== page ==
Compiling a Value Proposition Canvas is easier than you think: Here is a guide with step-by-step steps, as well as use situations and best practices, to make it your best ally in growing your business.
As I explained to you at this article, the Value Proposition Canvas is a super-useful tool for designing your offering following an effective plan that takes into account customers' needs and fully meets them.
At first glance, it may seem a little difficult to use, but in reality you just need to know the right steps et voila, in the blink of an eye you will have gathered all the key information to create a competitive and valuable product.
So, let's cut the nonsense and get right into it: here it is A guide on how to fill out the Value Proposition Canvas in a simple way. Finally, I also explain in what situations it can be useful and what mistakes to avoid.
How to fill out the Value Proposition Canvas: the step by step guide
Okay, let's imagine that you decide to create a Value Proposition Canvas for the design of your latest new product. Here are all the various steps I recommend you follow to get maximum results with minimum effort.
The first thing you need to do is to set the most favorable conditions for doing this task: find a quiet and private environment, get pens, markers and colored Post-its, print or draw the Value Proposition Canvas on a large enough sheet of paper and give yourself at least 45 minutes of undisturbed time.
#2 Identifies a target segment.
To begin filling out the Value Proposition Canvas, always start with the customer profile (so the circle on the right). What segment do you have in mind for this proposition? Of course, you may have many different target audiences you are addressing (or want to reach). So, as a first step, identify who your offer's target audience actually is and, if necessary, create multiple templates, one for each segment.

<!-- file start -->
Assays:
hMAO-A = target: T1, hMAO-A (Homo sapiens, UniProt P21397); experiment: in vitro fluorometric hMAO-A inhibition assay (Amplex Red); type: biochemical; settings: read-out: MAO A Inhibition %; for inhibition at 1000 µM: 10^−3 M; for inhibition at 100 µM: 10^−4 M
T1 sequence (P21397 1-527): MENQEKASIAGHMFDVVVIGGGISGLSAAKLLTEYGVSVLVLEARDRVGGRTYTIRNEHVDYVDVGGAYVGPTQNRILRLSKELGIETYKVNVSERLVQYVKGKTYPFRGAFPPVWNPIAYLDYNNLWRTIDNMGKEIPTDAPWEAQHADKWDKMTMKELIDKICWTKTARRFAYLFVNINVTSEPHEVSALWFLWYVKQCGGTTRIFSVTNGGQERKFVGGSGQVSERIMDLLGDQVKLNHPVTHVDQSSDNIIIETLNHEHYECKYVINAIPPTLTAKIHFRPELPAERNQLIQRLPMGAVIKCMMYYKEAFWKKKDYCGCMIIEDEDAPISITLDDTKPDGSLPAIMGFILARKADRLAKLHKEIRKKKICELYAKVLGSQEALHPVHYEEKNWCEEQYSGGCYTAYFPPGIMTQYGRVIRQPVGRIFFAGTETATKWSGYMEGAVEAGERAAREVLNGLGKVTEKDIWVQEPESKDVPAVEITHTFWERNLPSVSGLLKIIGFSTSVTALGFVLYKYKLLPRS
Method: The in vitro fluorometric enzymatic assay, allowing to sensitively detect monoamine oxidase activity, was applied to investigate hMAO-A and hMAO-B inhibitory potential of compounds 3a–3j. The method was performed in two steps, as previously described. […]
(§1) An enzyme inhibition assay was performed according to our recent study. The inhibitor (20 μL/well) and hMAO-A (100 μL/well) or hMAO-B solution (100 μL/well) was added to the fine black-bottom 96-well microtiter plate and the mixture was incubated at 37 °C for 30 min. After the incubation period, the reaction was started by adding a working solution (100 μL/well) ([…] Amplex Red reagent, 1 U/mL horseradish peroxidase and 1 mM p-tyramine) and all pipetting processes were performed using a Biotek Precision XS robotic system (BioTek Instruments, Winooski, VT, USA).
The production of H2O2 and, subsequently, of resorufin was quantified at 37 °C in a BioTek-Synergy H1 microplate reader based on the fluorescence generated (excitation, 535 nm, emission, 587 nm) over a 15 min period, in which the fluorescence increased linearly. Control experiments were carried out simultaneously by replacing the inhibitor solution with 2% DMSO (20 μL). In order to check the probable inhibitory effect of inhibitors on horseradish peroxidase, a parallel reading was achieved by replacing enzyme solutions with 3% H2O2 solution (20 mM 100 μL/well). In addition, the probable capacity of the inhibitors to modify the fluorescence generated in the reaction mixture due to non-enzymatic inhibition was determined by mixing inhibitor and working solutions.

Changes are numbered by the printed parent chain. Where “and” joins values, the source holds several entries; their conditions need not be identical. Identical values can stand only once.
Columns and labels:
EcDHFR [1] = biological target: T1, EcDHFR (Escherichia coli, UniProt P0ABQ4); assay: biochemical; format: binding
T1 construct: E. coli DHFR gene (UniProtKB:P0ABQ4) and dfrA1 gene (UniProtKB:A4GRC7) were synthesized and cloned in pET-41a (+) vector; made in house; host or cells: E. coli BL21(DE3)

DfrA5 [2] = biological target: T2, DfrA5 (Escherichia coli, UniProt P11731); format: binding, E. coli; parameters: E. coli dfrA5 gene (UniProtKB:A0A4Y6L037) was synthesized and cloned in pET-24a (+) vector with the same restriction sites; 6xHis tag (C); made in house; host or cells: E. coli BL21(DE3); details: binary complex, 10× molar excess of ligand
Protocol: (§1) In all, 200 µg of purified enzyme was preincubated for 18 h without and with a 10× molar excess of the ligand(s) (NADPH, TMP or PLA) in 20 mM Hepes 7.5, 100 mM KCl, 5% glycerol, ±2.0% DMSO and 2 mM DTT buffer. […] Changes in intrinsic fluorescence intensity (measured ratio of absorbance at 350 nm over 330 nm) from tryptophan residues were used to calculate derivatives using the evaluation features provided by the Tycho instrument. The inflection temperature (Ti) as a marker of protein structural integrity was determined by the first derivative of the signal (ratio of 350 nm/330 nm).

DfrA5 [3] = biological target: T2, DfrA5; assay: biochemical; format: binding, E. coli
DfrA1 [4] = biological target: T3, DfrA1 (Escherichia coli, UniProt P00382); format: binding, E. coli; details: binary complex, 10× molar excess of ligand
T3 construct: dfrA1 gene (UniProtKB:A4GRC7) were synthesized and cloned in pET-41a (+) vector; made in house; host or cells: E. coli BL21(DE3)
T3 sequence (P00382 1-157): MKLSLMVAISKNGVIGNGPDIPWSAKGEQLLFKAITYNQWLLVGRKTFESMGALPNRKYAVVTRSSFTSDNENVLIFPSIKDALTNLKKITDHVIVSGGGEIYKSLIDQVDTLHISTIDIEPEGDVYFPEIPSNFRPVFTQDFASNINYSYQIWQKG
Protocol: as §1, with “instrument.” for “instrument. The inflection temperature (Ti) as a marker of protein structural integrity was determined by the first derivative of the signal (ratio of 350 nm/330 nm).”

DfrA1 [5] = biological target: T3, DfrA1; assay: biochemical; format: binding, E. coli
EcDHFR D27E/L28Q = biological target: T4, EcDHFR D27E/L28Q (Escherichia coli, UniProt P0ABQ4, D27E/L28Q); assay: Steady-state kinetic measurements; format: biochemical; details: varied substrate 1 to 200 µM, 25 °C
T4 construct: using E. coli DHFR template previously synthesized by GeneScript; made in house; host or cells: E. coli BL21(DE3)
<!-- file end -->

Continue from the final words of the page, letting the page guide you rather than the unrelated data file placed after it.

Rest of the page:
#3 Define client characteristics.
At this point, having identified your target audience, you need to fill in the boxes related to the customer's activities, difficulties, and benefits. How? By asking the right questions! Here are some examples you can take a cue from:
- What are the activities that your client is trying to do in work or life?
- What are your basic needs (emotional and/or personal)?
- What functions does it try to perform/what social or emotional goals does it try to achieve?
- How would you like to be perceived by others? What can you do to achieve this goal?
- How do you want to feel and what do you have to do to get it?
- What activities make him satisfied?
- What hinders your client's activity? What is bothersome or prevents them from accomplishing what they desire?
- What situations make him feel bad or do not satisfy him?
- What are the main challenges you face? (Doesn't understand/know how it works, etc.)
- What negative social consequences do you fear facing? (Loss of reputation, credibility, trust, social status...).
- What risks can you be exposed to?
- What makes your customer happy? (Having time, money, etc.)
- What results do you expect and what can exceed these expectations?
- What would make his work or life easier?
- What positive social consequences does he want to achieve?
- What are you looking for (Intelligent design, guarantees, specific features, etc.)?
#4 Fill in your value map.
Once you have completed the circle on the right side, move to the square on the left. Start listing some options that can serve as a "solution" for your customer: the products and services to offer, considering how they reduce difficulties and how they generate benefits. With these in mind, you then decide how to use them to meet various needs in unique ways. Here is a list of questions to ask yourself.